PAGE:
Given his glittering list of previous successes, you can't seriously think he would have been in any way effective.

 

This deal is the reality of the leave vote, it was always going to be this way, the only reason you're confused about that is because you were gullible to believe a transparent lie.

 

More fool you! :rolleyes:

I haven't stated Gove would have been successful. The fact is he asked Mrs May logical questions before accepting or rejecting the job. All you have done is prove my point that you criticise those who were on the opposite side of the EU referendum vote to yourself without justification.

Share this post


Link to post
Share on other sites

Why are these Brexit people now calling for a second vote? They had a vote already and Mrs May won. They knew what they were voting for.

Share this post


Link to post
Share on other sites
You don’t seem to understand the EU ratification procedure for the withdrawal agreement: all 28 Member States need to vote it through. Not just Parliament and Brussels.

 

Your time is up. EUCO is meeting on 25 November to sign it off. Either May (or her replacement) attends to sign, and signs, on behalf of the U.K. And then the ratification procedure begins (and you want to hope it all gets done in time by 29 March 2019).

 

Or it’s no deal. And they’re better prepared for it than the U.K.

 

The EU27 are long past, and tired of, ‘Brexit’. They’ve moved on to other, newer issues on their collective plates. Don’t take my word for it, take that of most highly-experienced, -connected and -respected political commentators like Adler, Islam, etc or better, that of EU heads of state like Merkel, Macron & Sanchez: there is ZERO intention amongst the EU27 to renegotiate anything.

 

May knows it. As does Gove. Even Corbyn I’m sure.

 

You can stay. Or you can divorce. If you divorce, that’s the deal. If you want one. The end.

It's quite obvious all the EU27 are in agreement with the withdrawal agreement on offer otherwise the EU wouldn't have been so quick of the mark releasing the document so soon after Mrs May announced in Downing Street that cabinet had approved the agreement and arranging a summit date. It's only the UK who haven't agreed to the agreement because of parliament. To say there is zero chance of anything being renegotiated or amended is nothing more than your biased opinion.

Share this post


Link to post
Share on other sites
All you have done is prove my point that you criticise those who were on the opposite side of the EU referendum vote to yourself without justification.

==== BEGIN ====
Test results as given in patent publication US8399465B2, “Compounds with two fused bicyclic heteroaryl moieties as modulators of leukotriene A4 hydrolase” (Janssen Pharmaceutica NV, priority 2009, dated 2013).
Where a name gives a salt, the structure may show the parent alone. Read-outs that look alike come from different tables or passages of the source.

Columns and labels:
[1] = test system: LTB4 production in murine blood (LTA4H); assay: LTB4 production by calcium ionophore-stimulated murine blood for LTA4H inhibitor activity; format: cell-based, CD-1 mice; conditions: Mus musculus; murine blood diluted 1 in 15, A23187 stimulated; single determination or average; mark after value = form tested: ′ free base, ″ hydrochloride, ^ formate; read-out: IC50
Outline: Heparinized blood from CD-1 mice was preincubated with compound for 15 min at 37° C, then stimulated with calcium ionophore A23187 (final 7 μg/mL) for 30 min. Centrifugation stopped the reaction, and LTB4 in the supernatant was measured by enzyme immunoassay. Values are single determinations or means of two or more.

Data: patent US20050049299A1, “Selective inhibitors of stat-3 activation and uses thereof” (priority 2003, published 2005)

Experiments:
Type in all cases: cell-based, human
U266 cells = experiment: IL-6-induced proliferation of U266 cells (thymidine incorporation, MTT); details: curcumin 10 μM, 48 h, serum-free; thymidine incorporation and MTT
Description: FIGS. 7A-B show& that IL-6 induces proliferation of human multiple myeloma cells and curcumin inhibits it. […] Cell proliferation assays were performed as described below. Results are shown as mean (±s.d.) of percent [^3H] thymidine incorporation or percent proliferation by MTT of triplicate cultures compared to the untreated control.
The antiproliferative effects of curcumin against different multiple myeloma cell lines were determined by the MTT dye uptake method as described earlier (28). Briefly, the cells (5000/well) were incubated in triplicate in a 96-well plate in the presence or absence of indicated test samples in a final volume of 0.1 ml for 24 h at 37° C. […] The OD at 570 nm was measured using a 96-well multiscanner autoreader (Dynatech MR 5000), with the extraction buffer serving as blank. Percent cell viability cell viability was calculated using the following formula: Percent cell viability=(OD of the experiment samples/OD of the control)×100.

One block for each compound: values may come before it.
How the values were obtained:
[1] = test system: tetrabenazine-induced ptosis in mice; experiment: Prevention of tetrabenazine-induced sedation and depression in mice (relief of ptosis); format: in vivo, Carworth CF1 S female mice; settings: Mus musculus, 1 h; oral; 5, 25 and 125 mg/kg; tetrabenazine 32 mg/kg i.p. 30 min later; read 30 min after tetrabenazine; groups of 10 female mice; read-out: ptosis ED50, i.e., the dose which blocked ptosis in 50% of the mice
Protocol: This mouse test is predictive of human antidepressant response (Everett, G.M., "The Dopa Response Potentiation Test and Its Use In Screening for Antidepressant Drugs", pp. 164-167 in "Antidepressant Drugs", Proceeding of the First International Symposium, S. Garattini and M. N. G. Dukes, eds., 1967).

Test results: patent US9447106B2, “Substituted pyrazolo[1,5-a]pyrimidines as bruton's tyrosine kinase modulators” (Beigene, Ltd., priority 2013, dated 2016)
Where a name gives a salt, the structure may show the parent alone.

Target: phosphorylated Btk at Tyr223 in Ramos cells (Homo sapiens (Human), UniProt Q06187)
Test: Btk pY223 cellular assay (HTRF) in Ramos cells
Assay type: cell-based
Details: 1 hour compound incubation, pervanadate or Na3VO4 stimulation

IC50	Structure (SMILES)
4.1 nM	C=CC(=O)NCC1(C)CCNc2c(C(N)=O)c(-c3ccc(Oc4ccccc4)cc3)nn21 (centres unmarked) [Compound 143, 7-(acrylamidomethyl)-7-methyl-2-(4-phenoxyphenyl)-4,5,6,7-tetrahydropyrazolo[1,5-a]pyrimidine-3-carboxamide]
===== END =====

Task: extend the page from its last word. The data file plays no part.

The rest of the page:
There's plenty of justification to criticise Gove, and your ill-informed, utterly disasterous pie in the sky notions.

 

Any deal we were ever likely to get was always going to be detrimental to the UK.

 

Now you see the reality of the folly of the entire leave movement.

 

Government is under no doubt that no-deal would be far far worse, as Raab so cleverly demonstrated last week :?

 

They don't need us more than we need them, quite th opposite in fact, today the EU re-iterated that the integrity of the SM was far more important than a UK deal.. oh dear, so much for those German car manufacturers you were wrong about eh ;)

 

You're criticising the deal, IMV, without justification because it was always going to be the sort of thing that was by far the most likely.

 

You can't deliver on a fantasy!

 

---------- Post added 16-11-2018 at 13:12 ----------

 

It's quite obvious all the EU27 are in agreement with the withdrawal agreement on offer otherwise the EU wouldn't have been so quick of the mark releasing the document so soon after Mrs May announced in Downing Street that cabinet had approved the agreement and arranging a summit date.

 

It's also obvious that May was trying to keep it secret as long as possible so MP's wouldn't have time to digest it before their crucial vote.

 

If it wasn't for the EU, you might still not know the details of the deal :?

 

It's only the UK who haven't agreed to the agreement because of parliament. To say there is zero chance of anything being renegotiated or amended is nothing more than your biased opinion.

 

Well, that and the repeated statements to that effect that have been all over the news this morning. :rolleyes:

Edited by Magilla

Share this post


Link to post
Share on other sites

 

You can't deliver on a fantasy!

 

The deadlock in this whole mess will only be broken when a significant number of Leave voters wake up to the fact that because they voted for something that doesn't automatically mean that it must, or can even happen.

 

I'm sure I've posted more than once that if we had a referendum to always have rain free, sunny weather on all Bank holidays (except Boxing Day of course) it would very likely be overwhelmingly supported by the electorate.

 

But then how to you implement the result of that vote?

Share this post


Link to post
Share on other sites

 

It's also obvious that May was trying to keep it secret as long as possible so MP's wouldn't have time to digest it before their crucial vote.

 

If it wasn't for the EU, you might still not know the details of the deal :?

 

 

You make a valid point about Mrs May keeping the agreement secret until the cabinet had 'approved' the deal.

 

The EU only released the details earlier than the UK Government. The UK Government were always going to release the details before Mrs May stood up in parliament to make the announcement of the details of the agreement. Mr Corbyn thanked Mrs May for getting a copy of the agreement early.

Share this post


Link to post
Share on other sites
Guest
This topic is now closed to further replies.
×
×
  • Create New...

Important Information

We have placed cookies on your device to help make this website better. You can adjust your cookie settings, otherwise we'll assume you're okay to continue.